Wednesday, February 15, 2006
Bayerische Hypo und Vereinsbank (HVB), which is headquartered in Munich, Germany, and its U.S. subsidiary, HVB U.S. Finance Inc., entered into a deferred prosecution agreement related to the bank's financing of transactions used for some of the tax shelter transactions sold by KPMG to wealthy individuals to help avoid significant tax liabilities. HVB's involvement in the shelters comes through its former senior vice president at its structured finance group, Domenick DeGiorgio, who got the bank to finance KPMG shelters known as BLIPS and CARDS (don't ask for a translation, it's not worth it) from 1996 through 2002. In August 2005, DeGiorgio entered a guilty plea to four counts of tax evasion arising from his work arranging financing through HVB for loans to the individuals purchasing the tax shelters, as described in a press release issued by the U.S. Attorney's Office for the Southern District of New York (here):
According to DEGIORGIO, the loan proposed and put in place by the BLIPS promoters was a sham because among other things, as designed, no money ever left the bank and because HVB never set aside any of its own money or procured funds from the banking market in order to fund any of these loans. DEGIORGIO admitted that, at the time he participated in BLIPS, he was well aware of these facts. DEGIORGIO also admitted that he had reviewed the draft BLIPS tax opinion letter and knew that BLIPS was falsely described as involving, as an important part of the transaction, these purported loans, and he also knew that this false description was created in order that BLIPS clients would claim BLIPS tax losses and keep for themselves money that they should have paid in taxes. DEGIORGIO further admitted that he agreed to participate in these transactions, and in furtherance of the scheme, he and others caused HVB to prepare and execute various false documents that made it appear that HVB was providing real loans, when in reality, it was not.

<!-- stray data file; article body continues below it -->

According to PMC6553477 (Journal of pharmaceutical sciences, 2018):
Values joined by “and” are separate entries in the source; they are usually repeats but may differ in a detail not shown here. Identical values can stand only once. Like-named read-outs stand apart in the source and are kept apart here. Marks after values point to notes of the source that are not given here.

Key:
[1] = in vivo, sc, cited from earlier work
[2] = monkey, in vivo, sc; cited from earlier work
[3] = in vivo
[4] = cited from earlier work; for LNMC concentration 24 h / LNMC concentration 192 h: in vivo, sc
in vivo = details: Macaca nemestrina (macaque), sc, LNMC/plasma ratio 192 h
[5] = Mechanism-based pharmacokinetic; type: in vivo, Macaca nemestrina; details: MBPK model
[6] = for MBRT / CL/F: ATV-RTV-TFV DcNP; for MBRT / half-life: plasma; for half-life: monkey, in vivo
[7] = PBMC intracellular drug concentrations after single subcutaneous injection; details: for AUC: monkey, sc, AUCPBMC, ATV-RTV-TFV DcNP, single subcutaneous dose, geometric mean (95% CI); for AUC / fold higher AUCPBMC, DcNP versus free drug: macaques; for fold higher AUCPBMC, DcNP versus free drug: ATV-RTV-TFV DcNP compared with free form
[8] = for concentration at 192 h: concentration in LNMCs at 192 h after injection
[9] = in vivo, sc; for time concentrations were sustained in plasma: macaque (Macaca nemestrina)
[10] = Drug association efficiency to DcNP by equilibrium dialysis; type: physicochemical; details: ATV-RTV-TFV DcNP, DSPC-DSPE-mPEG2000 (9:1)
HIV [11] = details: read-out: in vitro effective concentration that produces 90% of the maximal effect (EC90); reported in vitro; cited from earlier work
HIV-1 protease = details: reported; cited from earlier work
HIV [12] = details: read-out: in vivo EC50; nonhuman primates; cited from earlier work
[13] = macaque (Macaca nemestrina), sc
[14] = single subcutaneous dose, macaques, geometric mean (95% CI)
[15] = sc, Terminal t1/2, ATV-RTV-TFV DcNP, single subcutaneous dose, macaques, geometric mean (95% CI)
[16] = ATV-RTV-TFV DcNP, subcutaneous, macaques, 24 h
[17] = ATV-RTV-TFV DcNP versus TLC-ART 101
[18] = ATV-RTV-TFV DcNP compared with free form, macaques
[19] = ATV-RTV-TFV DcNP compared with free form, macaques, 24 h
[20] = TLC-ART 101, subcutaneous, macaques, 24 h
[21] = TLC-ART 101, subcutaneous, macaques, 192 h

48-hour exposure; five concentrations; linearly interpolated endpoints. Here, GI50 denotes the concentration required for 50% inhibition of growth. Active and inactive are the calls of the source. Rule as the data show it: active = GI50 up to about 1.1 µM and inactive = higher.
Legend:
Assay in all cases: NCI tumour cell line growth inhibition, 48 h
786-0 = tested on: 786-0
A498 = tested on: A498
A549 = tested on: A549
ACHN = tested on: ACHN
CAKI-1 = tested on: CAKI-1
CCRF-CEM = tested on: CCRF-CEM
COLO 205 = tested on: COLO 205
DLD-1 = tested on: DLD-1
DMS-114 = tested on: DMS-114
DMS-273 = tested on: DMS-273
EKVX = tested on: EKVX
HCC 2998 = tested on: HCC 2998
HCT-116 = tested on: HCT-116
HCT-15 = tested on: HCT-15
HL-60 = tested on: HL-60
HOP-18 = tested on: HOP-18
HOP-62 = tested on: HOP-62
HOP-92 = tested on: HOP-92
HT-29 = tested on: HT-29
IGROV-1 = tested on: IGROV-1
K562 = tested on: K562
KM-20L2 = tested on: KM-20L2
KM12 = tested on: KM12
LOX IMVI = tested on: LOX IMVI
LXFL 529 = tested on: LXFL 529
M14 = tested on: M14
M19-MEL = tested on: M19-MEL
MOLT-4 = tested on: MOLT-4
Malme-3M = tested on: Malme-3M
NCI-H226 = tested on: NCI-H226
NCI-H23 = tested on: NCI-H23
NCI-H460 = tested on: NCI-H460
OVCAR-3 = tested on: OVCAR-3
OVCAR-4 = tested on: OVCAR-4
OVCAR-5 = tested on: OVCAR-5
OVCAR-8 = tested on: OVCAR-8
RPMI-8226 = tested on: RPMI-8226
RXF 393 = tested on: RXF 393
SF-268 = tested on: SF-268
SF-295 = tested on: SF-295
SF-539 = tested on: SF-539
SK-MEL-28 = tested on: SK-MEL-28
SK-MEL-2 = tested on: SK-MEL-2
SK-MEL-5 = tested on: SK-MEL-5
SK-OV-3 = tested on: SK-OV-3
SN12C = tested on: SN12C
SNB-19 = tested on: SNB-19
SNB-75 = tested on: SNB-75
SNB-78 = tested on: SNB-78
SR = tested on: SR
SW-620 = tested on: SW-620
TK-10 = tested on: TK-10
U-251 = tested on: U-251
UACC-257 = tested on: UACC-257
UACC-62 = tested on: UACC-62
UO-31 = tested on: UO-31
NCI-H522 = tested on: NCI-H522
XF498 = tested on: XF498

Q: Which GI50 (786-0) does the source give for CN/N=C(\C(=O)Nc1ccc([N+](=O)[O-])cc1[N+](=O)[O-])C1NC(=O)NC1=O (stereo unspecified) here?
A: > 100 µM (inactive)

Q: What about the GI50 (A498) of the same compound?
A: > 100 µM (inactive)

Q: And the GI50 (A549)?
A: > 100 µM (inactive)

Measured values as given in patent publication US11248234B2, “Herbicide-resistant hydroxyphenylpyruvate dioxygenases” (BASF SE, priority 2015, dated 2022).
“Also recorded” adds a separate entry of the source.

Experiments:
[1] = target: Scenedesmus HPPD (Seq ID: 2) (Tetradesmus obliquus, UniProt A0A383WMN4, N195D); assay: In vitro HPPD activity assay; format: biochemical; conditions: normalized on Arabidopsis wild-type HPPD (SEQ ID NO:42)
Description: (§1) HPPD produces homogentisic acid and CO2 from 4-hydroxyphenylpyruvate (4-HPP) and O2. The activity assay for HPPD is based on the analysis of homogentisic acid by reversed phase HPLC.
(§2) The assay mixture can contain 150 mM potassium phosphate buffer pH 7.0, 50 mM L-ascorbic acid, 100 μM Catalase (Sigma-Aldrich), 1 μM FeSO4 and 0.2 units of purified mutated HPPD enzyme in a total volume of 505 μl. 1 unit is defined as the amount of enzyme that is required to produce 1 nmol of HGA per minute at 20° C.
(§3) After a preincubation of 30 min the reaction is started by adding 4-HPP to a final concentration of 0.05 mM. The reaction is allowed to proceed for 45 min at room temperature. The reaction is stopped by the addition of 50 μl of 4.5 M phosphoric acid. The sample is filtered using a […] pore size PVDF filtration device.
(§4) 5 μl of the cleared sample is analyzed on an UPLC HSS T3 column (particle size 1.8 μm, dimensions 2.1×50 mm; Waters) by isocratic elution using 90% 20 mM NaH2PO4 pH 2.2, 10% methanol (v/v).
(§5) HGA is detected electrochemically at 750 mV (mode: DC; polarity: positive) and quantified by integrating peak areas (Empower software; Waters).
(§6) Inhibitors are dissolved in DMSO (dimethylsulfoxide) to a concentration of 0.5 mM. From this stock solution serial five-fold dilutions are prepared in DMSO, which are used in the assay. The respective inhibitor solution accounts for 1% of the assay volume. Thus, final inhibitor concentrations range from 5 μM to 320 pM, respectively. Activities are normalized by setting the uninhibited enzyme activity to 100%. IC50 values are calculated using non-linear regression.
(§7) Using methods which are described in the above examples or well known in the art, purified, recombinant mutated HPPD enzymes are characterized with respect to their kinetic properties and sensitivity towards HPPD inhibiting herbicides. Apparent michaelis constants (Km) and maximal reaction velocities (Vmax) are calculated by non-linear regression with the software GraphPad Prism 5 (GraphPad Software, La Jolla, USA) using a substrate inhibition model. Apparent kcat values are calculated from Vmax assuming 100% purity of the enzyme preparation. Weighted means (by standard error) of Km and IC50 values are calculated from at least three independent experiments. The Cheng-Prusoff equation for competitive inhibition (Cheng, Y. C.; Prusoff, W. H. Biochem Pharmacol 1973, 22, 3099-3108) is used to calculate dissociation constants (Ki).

The Statement of Facts (available below) notes that DeGiorgio used two different law firms who provided form opinion letters to support the transactions.
The Deferred Prosecution Agreement (available below), which lasts for eighteen months, is not as wide-ranging as that entered into with KPMG, which played a much greater role in the tax shelter sales. HVB agrees to adopt a compliance program, with no outside monitor, and to cooperate in the government's prosecution of the former KPMG tax partners. Unlike other such agreements, there is no mention of a waiver of the attorney-client privilege or work product, perhaps because the case involves only bank documents that would not otherwise be subject to a privilege/protection claim. HVB will pay $29 million in disgorgement, penalties, and fines. (ph)